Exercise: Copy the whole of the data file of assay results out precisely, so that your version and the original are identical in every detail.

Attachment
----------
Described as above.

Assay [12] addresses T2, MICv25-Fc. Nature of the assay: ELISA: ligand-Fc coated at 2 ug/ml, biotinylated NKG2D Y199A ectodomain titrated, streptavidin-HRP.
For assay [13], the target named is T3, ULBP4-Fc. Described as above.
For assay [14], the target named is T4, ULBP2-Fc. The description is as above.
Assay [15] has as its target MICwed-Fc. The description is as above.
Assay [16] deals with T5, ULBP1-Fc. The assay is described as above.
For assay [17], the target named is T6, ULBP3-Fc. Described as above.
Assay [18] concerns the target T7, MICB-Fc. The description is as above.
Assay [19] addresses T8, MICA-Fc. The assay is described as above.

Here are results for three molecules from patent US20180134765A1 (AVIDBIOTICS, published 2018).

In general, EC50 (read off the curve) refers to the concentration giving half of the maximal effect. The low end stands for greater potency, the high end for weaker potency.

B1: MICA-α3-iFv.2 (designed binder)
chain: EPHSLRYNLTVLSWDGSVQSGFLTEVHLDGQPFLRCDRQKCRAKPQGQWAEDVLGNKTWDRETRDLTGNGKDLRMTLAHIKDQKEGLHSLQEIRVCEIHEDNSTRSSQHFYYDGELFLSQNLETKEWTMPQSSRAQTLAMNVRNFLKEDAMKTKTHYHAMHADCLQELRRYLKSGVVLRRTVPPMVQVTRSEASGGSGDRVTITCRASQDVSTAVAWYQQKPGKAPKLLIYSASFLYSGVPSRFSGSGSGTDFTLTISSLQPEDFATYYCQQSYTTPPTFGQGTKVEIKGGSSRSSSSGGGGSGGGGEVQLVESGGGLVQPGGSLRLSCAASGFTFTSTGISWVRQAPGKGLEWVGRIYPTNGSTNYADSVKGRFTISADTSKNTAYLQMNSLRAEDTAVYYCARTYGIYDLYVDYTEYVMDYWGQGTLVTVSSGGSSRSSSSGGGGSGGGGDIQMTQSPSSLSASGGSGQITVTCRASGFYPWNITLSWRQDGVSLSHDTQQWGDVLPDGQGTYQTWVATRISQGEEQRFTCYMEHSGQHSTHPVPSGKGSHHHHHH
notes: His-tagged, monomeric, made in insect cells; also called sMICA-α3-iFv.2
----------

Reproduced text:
Described as above.

Assay [12] addresses T2, MICv25-Fc. Nature of the assay: ELISA: ligand-Fc coated at 2 ug/ml, biotinylated NKG2D Y199A ectodomain titrated, streptavidin-HRP.
For assay [13], the target named is T3, ULBP4-Fc. Described as above.
For assay [14], the target named is T4, ULBP2-Fc. The description is as above.
Assay [15] has as its target MICwed-Fc. The description is as above.
Assay [16] deals with T5, ULBP1-Fc. The assay is described as above.
For assay [17], the target named is T6, ULBP3-Fc. Described as above.
Assay [18] concerns the target T7, MICB-Fc. The description is as above.
Assay [19] addresses T8, MICA-Fc. The assay is described as above.

Here are results for three molecules from patent US20180134765A1 (AVIDBIOTICS, published 2018).

In general, EC50 (read off the curve) refers to the concentration giving half of the maximal effect. The low end stands for greater potency, the high end for weaker potency.

B1: MICA-α3-iFv.2 (designed binder)
chain: EPHSLRYNLTVLSWDGSVQSGFLTEVHLDGQPFLRCDRQKCRAKPQGQWAEDVLGNKTWDRETRDLTGNGKDLRMTLAHIKDQKEGLHSLQEIRVCEIHEDNSTRSSQHFYYDGELFLSQNLETKEWTMPQSSRAQTLAMNVRNFLKEDAMKTKTHYHAMHADCLQELRRYLKSGVVLRRTVPPMVQVTRSEASGGSGDRVTITCRASQDVSTAVAWYQQKPGKAPKLLIYSASFLYSGVPSRFSGSGSGTDFTLTISSLQPEDFATYYCQQSYTTPPTFGQGTKVEIKGGSSRSSSSGGGGSGGGGEVQLVESGGGLVQPGGSLRLSCAASGFTFTSTGISWVRQAPGKGLEWVGRIYPTNGSTNYADSVKGRFTISADTSKNTAYLQMNSLRAEDTAVYYCARTYGIYDLYVDYTEYVMDYWGQGTLVTVSSGGSSRSSSSGGGGSGGGGDIQMTQSPSSLSASGGSGQITVTCRASGFYPWNITLSWRQDGVSLSHDTQQWGDVLPDGQGTYQTWVATRISQGEEQRFTCYMEHSGQHSTHPVPSGKGSHHHHHH
notes: His-tagged, monomeric, made in insect cells; also called sMICA-α3-iFv.2